Daniel Klaidman’s cover story in the current issue of Newsweek is about the Obama administration and its approach to the prison in Guantánamo Bay. He picks up on President Obama’s comments two weeks ago—in which the president said that the prison “needs to be closed” and that he “was going to go back at” the challenge of closing it—and reports on the administration’s thinking and the obstacles to doing so.
Possibly the biggest piece of news in Klaidman’s story is this:
In the coming days, Obama plans to address both Guantánamo and drones—another festering, controversial element of the administration’s national-security agenda—in a broad “framing” speech that will try to knit together an overarching approach to counterterrorism. In the speech, Obama plans to lay out a legal framework for the administration’s evolving strategies on targeting, detention, and prosecution.
Klaidman tells us that the “interagency wrangling” over the contents of the speech “has apparently taken months,” and that the speech “had been scheduled for last month but was then abruptly rescheduled.” One imagines that the Boston Marathon bombing was the reason why. (Klaidman also reports that in the wake of the bombing, Obama “will also address the evolving threat of self-radicalization and lone wolves.”)
At any rate, the fact that the administration wants to address all of these issues publicly is at least a limited piece of good news. A public accounting and defense of Washington’s approach to counterterrorism and targeted killings has long since been due. But on the Guantánamo question in particular, two things are worth watching. The first is something that Klaidman observes—namely, the concern on the part of the president’s critics that this will turn out to be just another Obama speech, heavy on lofty rhetoric yet “rarely followed up by resolute action.” They worry that he will express “righteous indignation,” but then “be persuaded by his political team that the time is not right to fight.” Given how the past four years on Guantánamo have unfolded, this is an entirely reasonable concern for civil libertarians and others to have.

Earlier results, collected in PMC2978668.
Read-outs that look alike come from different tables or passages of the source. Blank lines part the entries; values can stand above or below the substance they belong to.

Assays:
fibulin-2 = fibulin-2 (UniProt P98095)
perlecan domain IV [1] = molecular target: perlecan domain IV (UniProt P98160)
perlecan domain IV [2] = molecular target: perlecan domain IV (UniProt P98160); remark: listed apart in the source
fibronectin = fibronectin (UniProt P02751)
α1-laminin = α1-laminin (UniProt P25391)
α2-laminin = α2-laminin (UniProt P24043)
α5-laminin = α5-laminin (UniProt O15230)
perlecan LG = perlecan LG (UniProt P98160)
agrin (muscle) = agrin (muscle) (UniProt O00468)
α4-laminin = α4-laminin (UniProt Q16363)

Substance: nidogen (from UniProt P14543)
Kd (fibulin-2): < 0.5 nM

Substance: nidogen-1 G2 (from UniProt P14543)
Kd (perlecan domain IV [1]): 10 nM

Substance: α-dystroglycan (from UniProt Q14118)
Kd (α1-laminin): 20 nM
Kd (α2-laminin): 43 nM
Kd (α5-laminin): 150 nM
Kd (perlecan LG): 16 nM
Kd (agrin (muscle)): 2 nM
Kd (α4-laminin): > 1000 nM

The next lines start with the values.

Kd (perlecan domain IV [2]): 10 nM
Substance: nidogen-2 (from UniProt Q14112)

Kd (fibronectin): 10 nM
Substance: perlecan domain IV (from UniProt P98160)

Second, and more important, is the issue of what the president actually means when he says that he wants to close Guantánamo. He has long wanted to shutter the physical facility in Cuba—that much is clear. But as both Benjamin Wittes and Glenn Greenwald (a supporter and a critic of indefinite detention, respectively) noted after Obama made his comments two weeks ago, that does not mean ending the system of indefinite detention that is Guantánamo’s defining characteristic. Even if Congress had put no restrictions on Obama’s ability to close Guantánamo, the practice of holding some number of people indefinitely, without any charges, would have continued. It would have simply been a smaller number of people, held at a domestic facility within the United States. As Wittes wrote, Obama is trying to have it both ways. He wants to keep the core benefit of Guantánamo, “the ability to detain enemy fighters and leaders outside of the criminal justice system,” but also wants to “partake of the rhetoric of its delegitimization.”
Klaidman’s reporting suggests this is not about to change. He notes, in a parenthetical aside, that “shutting down the facility would likely entail freeing some prisoners, transferring some to jails in other countries, prosecuting some, and moving still others—those being held indefinitely—to U.S. prisons” (emphasis added). This would be progress of a sort, but it’s not exactly what most people would think of when they imagine the government “closing Guantánamo.” As the president gives his anticipated speech, how he presents this choice merits very close attention.